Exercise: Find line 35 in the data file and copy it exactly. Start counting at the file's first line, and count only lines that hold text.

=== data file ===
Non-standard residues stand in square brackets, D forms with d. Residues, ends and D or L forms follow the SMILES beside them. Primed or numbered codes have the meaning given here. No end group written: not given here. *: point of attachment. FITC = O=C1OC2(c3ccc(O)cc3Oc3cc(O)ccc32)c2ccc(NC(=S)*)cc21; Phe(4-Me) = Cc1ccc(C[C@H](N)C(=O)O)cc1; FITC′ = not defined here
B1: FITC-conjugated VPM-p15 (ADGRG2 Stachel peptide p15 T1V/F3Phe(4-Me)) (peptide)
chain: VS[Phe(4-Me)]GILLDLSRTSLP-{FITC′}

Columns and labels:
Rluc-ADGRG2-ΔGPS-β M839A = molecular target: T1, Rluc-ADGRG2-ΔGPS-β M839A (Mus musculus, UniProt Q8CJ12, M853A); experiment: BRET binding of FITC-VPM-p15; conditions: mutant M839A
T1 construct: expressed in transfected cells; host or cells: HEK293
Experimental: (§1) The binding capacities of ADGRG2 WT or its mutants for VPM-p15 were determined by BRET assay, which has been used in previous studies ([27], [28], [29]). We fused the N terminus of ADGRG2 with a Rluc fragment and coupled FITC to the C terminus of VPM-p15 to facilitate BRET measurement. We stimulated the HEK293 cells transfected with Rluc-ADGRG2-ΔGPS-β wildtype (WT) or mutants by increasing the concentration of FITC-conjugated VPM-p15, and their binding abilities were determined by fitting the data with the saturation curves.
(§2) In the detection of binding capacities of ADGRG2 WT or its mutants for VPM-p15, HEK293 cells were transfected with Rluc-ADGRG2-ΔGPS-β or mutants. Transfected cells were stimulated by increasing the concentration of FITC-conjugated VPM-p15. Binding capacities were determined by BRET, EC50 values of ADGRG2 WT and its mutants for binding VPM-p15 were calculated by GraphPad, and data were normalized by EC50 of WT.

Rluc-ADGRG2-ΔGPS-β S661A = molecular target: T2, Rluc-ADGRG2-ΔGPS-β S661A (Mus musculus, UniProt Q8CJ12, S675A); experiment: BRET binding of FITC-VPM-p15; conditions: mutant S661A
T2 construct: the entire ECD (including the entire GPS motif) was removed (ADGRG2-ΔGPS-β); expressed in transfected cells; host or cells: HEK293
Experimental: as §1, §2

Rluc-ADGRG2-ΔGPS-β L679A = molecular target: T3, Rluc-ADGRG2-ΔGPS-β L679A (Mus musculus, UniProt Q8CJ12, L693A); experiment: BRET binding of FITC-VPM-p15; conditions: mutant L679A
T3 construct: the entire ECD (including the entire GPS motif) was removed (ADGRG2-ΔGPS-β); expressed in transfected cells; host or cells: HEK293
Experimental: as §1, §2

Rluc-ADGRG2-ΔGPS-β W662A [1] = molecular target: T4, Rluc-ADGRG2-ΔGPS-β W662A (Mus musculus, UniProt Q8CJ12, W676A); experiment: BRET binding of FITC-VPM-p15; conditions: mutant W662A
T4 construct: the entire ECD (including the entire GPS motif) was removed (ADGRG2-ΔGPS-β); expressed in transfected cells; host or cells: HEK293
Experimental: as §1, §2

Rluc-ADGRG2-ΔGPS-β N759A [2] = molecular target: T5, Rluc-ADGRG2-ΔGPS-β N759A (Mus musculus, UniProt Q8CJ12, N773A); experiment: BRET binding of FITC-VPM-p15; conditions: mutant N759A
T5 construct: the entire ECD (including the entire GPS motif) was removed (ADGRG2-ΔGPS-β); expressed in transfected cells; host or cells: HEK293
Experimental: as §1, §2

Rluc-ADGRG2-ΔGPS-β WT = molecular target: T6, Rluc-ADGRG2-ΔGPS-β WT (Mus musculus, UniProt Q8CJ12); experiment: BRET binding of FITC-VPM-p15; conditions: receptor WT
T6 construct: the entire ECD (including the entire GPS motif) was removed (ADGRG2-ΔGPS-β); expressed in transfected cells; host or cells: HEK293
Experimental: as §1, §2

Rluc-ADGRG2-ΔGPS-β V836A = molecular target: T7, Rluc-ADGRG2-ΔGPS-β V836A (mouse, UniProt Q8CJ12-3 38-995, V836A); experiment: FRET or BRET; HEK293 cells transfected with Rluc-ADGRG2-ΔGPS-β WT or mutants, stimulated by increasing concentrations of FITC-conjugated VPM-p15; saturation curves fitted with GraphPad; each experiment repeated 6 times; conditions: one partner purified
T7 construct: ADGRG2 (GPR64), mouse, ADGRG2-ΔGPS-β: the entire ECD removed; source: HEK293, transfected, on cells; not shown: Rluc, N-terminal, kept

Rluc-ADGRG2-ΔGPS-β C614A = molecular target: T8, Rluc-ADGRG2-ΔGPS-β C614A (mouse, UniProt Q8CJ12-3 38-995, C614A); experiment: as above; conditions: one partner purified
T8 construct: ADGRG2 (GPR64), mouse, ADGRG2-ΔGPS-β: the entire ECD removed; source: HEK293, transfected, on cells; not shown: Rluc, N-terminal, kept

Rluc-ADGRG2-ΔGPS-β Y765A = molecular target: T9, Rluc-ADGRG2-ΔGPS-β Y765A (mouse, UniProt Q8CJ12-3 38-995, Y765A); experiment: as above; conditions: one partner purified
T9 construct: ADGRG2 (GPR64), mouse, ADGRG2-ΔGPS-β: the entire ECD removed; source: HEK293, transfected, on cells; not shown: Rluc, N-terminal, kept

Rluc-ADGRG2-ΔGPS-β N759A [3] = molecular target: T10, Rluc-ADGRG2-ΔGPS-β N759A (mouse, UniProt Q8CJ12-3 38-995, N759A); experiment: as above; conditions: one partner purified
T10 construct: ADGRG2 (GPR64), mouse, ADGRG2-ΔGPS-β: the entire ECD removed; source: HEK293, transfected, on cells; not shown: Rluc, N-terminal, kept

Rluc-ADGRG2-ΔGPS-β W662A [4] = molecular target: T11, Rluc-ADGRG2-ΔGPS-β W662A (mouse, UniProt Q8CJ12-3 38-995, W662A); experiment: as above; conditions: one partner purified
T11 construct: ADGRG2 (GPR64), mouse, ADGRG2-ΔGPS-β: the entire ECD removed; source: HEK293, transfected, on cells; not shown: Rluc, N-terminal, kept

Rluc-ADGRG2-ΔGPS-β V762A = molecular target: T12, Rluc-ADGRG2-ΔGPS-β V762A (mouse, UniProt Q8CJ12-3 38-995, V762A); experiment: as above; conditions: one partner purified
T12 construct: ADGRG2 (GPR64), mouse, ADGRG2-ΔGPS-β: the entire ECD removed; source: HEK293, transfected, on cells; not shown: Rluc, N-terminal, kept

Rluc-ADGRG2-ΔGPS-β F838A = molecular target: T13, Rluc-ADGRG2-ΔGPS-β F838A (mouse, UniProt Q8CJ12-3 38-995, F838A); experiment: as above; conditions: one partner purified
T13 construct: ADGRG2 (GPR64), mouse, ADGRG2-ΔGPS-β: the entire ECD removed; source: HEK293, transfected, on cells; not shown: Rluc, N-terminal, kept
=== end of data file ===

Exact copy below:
T12 construct: ADGRG2 (GPR64), mouse, ADGRG2-ΔGPS-β: the entire ECD removed; source: HEK293, transfected, on cells; not shown: Rluc, N-terminal, kept